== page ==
By Ronald W. Powell / UNION-TRIBUNE / May 1, 2008
Port workers at cargo terminals in San Diego and National City joined their counterparts at other West Coast port facilities in a May Day work stoppage to protest the Iraq War. The 40 scheduled for the 8 a.m. to 6 p.m. shift today did not show up, said Ron Popham, the maritime director at the San Diego Unified Port District, which operates the two cargo facilities.
National City’s 24th Street Marine Terminal was quiet Thursday as longshore workers that handle cargo stayed away from work in a one-day protest against the war in Iraq.
But William Silva, president of Local 29 of the International Longshore & Warehouse Union, said the number was 500, counting casual, part-time, fill-in and other union laborers. Silva said 25,000 dock workers from San Diego to Alaska were participating in the work action.
“Today we are standing for the majority of Americans who are against the Iraq War,” Silva said in an interview. “We’re Democrats, Republicans and independents, and we’re sending a signal to our politicians that it’s time to get out of Iraq now.”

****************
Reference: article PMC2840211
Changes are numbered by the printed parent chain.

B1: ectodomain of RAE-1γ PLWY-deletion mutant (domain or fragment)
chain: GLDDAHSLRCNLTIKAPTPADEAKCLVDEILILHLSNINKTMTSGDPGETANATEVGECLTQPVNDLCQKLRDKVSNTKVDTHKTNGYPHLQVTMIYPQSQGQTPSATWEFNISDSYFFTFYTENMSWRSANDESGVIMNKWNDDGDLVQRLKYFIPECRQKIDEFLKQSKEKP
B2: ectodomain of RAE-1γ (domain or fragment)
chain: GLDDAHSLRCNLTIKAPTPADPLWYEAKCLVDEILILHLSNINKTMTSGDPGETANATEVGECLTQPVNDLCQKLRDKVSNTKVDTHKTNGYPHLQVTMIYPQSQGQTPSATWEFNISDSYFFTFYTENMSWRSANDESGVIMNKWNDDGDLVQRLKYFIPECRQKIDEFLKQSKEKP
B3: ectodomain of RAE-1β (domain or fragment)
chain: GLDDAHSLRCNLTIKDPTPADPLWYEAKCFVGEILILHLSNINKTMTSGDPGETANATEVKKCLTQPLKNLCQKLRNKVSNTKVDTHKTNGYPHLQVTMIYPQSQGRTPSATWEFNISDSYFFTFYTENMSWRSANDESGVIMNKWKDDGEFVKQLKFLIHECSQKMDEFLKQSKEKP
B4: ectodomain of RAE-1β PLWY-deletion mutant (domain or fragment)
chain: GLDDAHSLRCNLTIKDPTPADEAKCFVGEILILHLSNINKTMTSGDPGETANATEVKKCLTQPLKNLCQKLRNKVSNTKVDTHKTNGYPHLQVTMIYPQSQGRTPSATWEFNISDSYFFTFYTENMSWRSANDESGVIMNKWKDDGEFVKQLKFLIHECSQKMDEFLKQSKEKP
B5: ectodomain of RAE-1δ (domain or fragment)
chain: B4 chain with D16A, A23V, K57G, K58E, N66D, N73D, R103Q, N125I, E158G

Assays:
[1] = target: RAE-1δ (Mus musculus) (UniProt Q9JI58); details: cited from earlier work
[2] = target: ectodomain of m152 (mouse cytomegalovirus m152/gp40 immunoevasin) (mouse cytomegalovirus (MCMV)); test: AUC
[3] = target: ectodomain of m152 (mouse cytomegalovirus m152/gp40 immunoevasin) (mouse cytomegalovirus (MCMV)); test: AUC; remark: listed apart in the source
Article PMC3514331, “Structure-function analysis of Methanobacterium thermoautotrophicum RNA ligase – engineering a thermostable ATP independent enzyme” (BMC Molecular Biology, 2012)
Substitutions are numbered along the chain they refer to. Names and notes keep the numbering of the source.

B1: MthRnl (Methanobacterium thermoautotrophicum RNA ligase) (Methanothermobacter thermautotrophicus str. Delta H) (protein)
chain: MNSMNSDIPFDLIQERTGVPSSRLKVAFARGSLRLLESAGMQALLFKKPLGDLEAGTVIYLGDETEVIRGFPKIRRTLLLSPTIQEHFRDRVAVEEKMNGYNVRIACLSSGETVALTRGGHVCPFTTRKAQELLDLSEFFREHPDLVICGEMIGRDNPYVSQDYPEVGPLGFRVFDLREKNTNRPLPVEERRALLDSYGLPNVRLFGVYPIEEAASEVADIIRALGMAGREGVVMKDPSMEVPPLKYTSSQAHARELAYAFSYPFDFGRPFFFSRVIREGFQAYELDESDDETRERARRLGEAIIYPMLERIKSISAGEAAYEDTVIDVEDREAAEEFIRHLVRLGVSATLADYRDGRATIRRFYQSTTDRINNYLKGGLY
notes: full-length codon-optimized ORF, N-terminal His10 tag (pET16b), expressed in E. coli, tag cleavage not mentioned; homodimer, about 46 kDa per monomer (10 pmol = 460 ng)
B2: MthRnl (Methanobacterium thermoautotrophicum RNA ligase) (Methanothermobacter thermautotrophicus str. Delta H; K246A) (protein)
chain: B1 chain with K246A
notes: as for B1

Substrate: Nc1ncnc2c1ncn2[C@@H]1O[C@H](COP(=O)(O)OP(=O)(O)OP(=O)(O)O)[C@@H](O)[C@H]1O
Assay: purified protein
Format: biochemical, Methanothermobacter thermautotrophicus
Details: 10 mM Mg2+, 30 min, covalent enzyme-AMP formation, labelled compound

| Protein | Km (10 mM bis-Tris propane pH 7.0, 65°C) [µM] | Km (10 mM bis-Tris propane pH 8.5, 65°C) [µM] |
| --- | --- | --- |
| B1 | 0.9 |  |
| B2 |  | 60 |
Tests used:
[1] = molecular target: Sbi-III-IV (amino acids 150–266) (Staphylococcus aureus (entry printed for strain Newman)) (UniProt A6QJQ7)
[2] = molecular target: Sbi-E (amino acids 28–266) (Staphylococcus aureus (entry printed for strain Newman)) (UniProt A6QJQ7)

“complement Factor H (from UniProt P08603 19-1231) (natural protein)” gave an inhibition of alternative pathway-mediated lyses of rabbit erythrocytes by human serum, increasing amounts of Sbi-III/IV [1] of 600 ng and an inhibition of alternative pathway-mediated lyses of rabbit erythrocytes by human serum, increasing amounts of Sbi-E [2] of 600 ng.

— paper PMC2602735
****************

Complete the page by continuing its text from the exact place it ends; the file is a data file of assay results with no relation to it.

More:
Silva said the union supports the troops and wants to bring them home safely.
The work stoppage was called by the heads of the International Longshore & Warehouse Union, and it was not the first such protest. Last year, the union called for workers to take off to protest U.S. immigration policy.
In local cargo ports, the impact was not severe.
Popham said lumber was not unloaded from a barge and new cars were not being trucked off from National City’s 24th Street terminal.
At the 10th Avenue Marine Terminal in downtown San Diego, about 80 to 100 trucks that would normally transport fruit from the facility to stores around the region were idled, said port spokesman John Gilmore.
There were no disruptions at the port’s cruise ship facility on San Diego’s North Embarcadero because no cruise ships were docked there, Popham said.
The work stoppage had a larger impact on ports in Long Beach, Los Angeles, Oakland and Seattle, which are the primary gateways for container shipments from the Far East and other foreign ports. San Diego is a niche port that handles few goods shipped by container.
Workers from Local 29 did not picket or hold protests this morning, but were gathered in a meeting of union members.
Popham said he expected workers to return to their jobs for Thursday’s second shift, which stretches from 6 p.m. to 2 a.m. Silva said workers would resume their duties at 6 p.m.
A spokesman for the National Retail Federation said shippers and exporters anticipated the work stoppage and did not expect a major longterm disruption in cargo traffic.
The Associated Press contributed to this story.